Ray Harryhausen popularized 'Godzilla' before there was a Godzilla.

Ray Harryhausen met even more recognition with his first color feature The 7th Voyage of Sinbad (1958), which would later spawn spawn two sequels, The Golden Voyage of Sinbad (1974) and Sinbad and the Eye of the Tiger (1977). By this point Harryhausen had branded his stop-motion as 'Dynamation' in order to distinguish his work from claymation and other studio productions. Sinbad was a huge undertaking for Harryhausen and his small crew. They spent a total of eleven months creating the various beings and monsters needed for the film. His animation on the cyclops, the belly dancing snake-woman, and the living skeleton remain highly admired by filmmakers today. Similarly, Jason and the Argonauts (1963) met much praise for Harryhausen's work, particularly for its extended fight sequence between three actors and seven armed skeletons. The Valley of Gwangi (1969) was a dinosaur themed film that Harryhausen inherited from O'Brien, who was never able to successfully complete the movie on his own. The last film Harryhausen worked on before retiring was The Clash of the Titans (1981) which in, many ways, was a throwback to his Sinbad films, but with a Greek mythology theme. In fact, the Medusa model used in the film was a reworking of his snake-woman figure made over twenty years earlier.


Quite possibly the most impressive stop motion scene ever filmed.

The Blockbuster Era of the 1980s 


Phil Tippett, special effects extraordinaire.

Following the footsteps of Ray Harryhausen, Phil Tippet caught the public's attention in 1977 when he created the stop-motion miniature chess match for Star Wars: A New Hope. Tippet continued to do special effects for the next two Star Wars films in the original trilogy, most notably animating the Imperial Walkers and the Tauntaun in The Empire Strikes Back and designing Jabba the Hut and the Rancor Pit Monster for Return of the Jedi. He subsequently received his first Academy Award nomination for bringing to life the menacing monsters in Dragon Slayer (1981). By 1983, Phil Tippet had trademarked his own brand of stop-motion as 'Go Motion' and his work remains a prominent influence on Industrial Light and Magic of Lucasfilm. Steven Spielberg admired Tippet's work so much that he hired him as the special effects consultant for Indiana Jones and the Temple of Doom (1984). The third Indiana Jones film, The Last Crusade (1989) featured a memorable stop motion sequence, where Walter Donovan drinks from the wrong cup of immortality and ages so rapidly that he turns to dust. Phil Tippett also provided stop-motion effects for Robocop (1987) and Willow (1988).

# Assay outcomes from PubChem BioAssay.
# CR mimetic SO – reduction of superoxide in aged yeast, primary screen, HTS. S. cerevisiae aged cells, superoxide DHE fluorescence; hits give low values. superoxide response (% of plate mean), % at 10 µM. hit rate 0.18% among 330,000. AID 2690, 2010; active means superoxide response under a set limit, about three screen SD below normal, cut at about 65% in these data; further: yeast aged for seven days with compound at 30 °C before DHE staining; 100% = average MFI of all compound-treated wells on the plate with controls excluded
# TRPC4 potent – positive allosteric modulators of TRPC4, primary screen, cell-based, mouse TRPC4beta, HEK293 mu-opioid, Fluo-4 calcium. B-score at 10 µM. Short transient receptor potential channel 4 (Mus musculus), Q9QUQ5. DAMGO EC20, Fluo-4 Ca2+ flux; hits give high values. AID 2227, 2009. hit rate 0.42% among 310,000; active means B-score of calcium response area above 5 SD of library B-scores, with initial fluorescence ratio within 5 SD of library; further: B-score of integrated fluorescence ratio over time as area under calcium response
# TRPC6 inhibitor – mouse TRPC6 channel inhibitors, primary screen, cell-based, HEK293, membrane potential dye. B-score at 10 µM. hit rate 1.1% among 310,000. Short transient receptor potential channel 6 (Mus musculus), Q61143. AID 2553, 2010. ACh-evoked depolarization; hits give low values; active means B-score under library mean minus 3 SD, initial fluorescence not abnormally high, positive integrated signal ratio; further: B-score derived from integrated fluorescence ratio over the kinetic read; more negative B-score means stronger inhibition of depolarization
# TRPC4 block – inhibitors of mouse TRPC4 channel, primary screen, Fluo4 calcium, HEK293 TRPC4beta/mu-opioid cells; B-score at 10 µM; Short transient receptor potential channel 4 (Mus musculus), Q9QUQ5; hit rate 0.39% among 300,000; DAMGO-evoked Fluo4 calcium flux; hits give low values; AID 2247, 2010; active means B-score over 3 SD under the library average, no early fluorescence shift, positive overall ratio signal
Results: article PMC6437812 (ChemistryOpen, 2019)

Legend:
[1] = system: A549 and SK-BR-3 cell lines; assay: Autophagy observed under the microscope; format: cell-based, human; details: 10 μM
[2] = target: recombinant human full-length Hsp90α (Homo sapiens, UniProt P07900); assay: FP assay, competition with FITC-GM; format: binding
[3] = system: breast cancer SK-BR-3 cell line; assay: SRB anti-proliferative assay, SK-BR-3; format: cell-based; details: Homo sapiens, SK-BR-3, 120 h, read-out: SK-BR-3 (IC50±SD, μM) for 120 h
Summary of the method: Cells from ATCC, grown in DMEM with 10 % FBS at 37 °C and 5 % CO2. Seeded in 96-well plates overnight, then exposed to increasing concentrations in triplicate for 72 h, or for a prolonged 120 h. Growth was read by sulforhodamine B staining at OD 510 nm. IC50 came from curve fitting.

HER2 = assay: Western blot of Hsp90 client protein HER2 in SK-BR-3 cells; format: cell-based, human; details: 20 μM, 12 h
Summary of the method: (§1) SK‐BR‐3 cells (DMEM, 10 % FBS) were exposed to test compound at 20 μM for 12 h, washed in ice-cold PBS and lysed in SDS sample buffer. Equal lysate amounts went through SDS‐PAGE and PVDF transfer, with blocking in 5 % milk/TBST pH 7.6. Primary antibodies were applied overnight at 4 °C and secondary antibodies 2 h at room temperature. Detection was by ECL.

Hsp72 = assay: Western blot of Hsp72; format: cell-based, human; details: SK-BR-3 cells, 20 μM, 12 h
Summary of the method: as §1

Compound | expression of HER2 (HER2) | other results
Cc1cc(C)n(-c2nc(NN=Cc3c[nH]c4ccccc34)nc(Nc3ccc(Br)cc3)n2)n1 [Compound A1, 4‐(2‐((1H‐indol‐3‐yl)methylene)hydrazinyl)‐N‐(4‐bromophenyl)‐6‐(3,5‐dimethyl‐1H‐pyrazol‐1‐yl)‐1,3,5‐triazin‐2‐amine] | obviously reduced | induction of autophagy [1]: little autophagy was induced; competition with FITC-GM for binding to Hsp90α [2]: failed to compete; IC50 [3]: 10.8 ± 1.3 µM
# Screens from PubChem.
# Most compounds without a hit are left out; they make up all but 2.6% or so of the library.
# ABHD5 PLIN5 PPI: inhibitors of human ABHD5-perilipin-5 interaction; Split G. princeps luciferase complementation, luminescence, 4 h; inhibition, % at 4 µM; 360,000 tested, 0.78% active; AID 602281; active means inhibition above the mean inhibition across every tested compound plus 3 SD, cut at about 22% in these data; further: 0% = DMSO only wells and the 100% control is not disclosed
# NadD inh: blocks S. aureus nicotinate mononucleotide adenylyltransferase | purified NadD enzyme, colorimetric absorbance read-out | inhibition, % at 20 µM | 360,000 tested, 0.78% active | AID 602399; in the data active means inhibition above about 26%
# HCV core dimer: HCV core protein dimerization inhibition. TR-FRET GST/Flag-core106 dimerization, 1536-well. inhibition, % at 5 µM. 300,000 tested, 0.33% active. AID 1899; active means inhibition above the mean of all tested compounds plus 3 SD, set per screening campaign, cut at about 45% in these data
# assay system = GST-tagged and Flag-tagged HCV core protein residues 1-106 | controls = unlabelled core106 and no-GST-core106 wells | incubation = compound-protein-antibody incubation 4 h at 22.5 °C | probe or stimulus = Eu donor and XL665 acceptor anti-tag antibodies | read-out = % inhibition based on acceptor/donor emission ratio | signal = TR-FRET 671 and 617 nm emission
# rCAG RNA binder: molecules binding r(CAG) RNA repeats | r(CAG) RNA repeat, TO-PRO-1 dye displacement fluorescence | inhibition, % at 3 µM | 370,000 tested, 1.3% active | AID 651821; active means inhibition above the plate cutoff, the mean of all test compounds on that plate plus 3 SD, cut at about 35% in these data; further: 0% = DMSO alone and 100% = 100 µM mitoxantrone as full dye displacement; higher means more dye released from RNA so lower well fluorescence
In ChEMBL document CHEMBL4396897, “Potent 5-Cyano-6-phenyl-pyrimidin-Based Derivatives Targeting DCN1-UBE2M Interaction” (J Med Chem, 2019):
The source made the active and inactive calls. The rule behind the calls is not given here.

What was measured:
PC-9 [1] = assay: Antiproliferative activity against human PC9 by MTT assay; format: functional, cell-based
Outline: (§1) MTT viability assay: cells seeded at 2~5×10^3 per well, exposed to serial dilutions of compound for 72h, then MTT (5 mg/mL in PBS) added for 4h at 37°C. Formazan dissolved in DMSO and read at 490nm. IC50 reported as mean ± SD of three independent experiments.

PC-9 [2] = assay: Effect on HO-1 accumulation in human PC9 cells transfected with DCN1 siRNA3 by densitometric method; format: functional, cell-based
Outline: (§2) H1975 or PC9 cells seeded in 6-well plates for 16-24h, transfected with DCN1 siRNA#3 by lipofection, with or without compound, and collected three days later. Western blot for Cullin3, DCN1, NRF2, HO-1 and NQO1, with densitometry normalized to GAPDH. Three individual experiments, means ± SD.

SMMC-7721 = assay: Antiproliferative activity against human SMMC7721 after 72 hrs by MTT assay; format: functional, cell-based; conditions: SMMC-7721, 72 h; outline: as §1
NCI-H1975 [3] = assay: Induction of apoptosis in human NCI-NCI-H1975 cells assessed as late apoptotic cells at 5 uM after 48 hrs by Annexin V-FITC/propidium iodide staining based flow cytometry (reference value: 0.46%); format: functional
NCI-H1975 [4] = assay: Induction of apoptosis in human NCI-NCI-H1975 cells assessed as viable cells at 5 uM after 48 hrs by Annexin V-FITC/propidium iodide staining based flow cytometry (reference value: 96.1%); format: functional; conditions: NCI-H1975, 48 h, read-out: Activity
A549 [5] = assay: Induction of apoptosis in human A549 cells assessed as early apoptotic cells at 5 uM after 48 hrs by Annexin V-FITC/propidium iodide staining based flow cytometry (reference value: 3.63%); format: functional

"He Chose Poorly." Indeed.


Outside of Phil Tippet and Lucasfilm, several other notable films featuring stop-motion sequences were made during the 1980s. The camp horror cult classic, The Evil Dead (1981), utilized stop-motion to create rotting corpses and various monsters, as did its 1987 sequel. Ghostbusters's (1984) Terror Dogs and the Stay Puft Marshmallow Man were also brought to life this way. The end of The Terminator (1984) is forever embedded into the public's mind, where the battle damaged Terminator pursues Sarah Conner and Karl Reese in a factory. Likewise, stop-motion was used to great effect in Aliens (1986), Beetlejuice (1988), and Michael Jackson's Moonwalker (1988). 


One of the Terror Dog models (with a wire skeleton) used in Ghost Busters.

Is Stop Motion Still Relevant?


Although considered, no stop-motion was used in Jurassic Park.

In 1993, Spielberg asked Phil Tippett to create dinosaur models for Jurassic Park. A test video was made, but Spielberg later decided to drop the idea of using stop-motion in his film, favoring animatronics and CGI. Although Tippett was somewhat dismayed at first, (He reputability stated, "I've become extinct!" upon hearing the news), he adapted to the changing film industry by switching over CGI and continues to provide character designs for various extinct animals, mechanical monsters, and mythological creatures. Tippet has kept busy with his spare time, however, on a self-funded project entitled "Mad God", which harkens back to his earlier work.

Reflecting Tippet's fate and the dominance of CGI, recent live-action / stop-motion tend to be lower budget or independently produced. (One could also argue that stop-motion has also been generally avoided due to the horrific box office bomb, Monkeybone [2001].) Czech surrealist Jan Svankmajer has directed several disturbing, but daringly unique movies that blend both puppetry and animation with live actors. His best known works are arguably Alice (1988), Faust (1994), and Lunacy (2005). Elf (2003) featured numerous stop-motion characters (a snowman, puffin, polar bear cub, and a narwhale) in homage to the old Rankin-Bass Christmas specials. Wes Anderson's The Life Aquatic with Steve Zissou (2004) had undersea wildlife that was also stop-motion animated. The film fared better than Monkeybone, but wasn't exactly successful with audiences or critics either. Stop-motion is primarily used this days in parody shows such as Robot Chicken (2005- present), foreign films such as Kooky (2010), and has largely moved on to animated features.


Today, stop-motion is primarily found in smaller, independent live-action productions.